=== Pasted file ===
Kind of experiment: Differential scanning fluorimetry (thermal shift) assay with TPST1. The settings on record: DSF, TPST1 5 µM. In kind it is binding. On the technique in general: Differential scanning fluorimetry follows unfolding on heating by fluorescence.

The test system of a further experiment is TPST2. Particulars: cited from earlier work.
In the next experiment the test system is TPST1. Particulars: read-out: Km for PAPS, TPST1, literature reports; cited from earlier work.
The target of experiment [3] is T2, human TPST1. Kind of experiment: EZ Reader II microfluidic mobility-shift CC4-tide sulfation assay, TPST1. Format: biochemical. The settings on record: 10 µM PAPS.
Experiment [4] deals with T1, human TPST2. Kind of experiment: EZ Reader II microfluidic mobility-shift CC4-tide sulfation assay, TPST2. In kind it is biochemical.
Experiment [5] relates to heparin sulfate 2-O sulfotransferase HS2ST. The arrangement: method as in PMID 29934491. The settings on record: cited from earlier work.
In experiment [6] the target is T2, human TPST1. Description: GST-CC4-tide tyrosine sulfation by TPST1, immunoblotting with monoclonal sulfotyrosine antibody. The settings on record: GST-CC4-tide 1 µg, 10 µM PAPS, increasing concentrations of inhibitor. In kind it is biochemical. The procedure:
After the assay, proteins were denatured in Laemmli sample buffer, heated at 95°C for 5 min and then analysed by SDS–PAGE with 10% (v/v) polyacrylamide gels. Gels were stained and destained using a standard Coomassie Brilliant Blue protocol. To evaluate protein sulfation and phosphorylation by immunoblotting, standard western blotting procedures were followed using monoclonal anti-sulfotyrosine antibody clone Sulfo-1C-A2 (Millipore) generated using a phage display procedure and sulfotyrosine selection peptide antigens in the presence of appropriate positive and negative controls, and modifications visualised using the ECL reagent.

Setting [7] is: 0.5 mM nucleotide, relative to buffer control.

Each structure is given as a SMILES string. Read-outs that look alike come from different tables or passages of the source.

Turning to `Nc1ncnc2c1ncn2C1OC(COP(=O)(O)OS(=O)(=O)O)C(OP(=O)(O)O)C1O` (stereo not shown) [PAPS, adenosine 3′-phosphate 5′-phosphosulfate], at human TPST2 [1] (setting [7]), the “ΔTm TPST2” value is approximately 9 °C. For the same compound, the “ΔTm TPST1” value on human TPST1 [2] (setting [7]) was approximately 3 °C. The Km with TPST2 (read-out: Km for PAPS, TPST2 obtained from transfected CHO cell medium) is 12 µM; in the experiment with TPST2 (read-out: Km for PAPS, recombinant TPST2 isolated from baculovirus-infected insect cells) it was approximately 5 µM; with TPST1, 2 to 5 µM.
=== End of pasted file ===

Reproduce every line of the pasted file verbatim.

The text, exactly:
Kind of experiment: Differential scanning fluorimetry (thermal shift) assay with TPST1. The settings on record: DSF, TPST1 5 µM. In kind it is binding. On the technique in general: Differential scanning fluorimetry follows unfolding on heating by fluorescence.

The test system of a further experiment is TPST2. Particulars: cited from earlier work.
In the next experiment the test system is TPST1. Particulars: read-out: Km for PAPS, TPST1, literature reports; cited from earlier work.
The target of experiment [3] is T2, human TPST1. Kind of experiment: EZ Reader II microfluidic mobility-shift CC4-tide sulfation assay, TPST1. Format: biochemical. The settings on record: 10 µM PAPS.
Experiment [4] deals with T1, human TPST2. Kind of experiment: EZ Reader II microfluidic mobility-shift CC4-tide sulfation assay, TPST2. In kind it is biochemical.
Experiment [5] relates to heparin sulfate 2-O sulfotransferase HS2ST. The arrangement: method as in PMID 29934491. The settings on record: cited from earlier work.
In experiment [6] the target is T2, human TPST1. Description: GST-CC4-tide tyrosine sulfation by TPST1, immunoblotting with monoclonal sulfotyrosine antibody. The settings on record: GST-CC4-tide 1 µg, 10 µM PAPS, increasing concentrations of inhibitor. In kind it is biochemical. The procedure:
After the assay, proteins were denatured in Laemmli sample buffer, heated at 95°C for 5 min and then analysed by SDS–PAGE with 10% (v/v) polyacrylamide gels. Gels were stained and destained using a standard Coomassie Brilliant Blue protocol. To evaluate protein sulfation and phosphorylation by immunoblotting, standard western blotting procedures were followed using monoclonal anti-sulfotyrosine antibody clone Sulfo-1C-A2 (Millipore) generated using a phage display procedure and sulfotyrosine selection peptide antigens in the presence of appropriate positive and negative controls, and modifications visualised using the ECL reagent.

Setting [7] is: 0.5 mM nucleotide, relative to buffer control.

Each structure is given as a SMILES string. Read-outs that look alike come from different tables or passages of the source.

Turning to `Nc1ncnc2c1ncn2C1OC(COP(=O)(O)OS(=O)(=O)O)C(OP(=O)(O)O)C1O` (stereo not shown) [PAPS, adenosine 3′-phosphate 5′-phosphosulfate], at human TPST2 [1] (setting [7]), the “ΔTm TPST2” value is approximately 9 °C. For the same compound, the “ΔTm TPST1” value on human TPST1 [2] (setting [7]) was approximately 3 °C. The Km with TPST2 (read-out: Km for PAPS, TPST2 obtained from transfected CHO cell medium) is 12 µM; in the experiment with TPST2 (read-out: Km for PAPS, recombinant TPST2 isolated from baculovirus-infected insect cells) it was approximately 5 µM; with TPST1, 2 to 5 µM.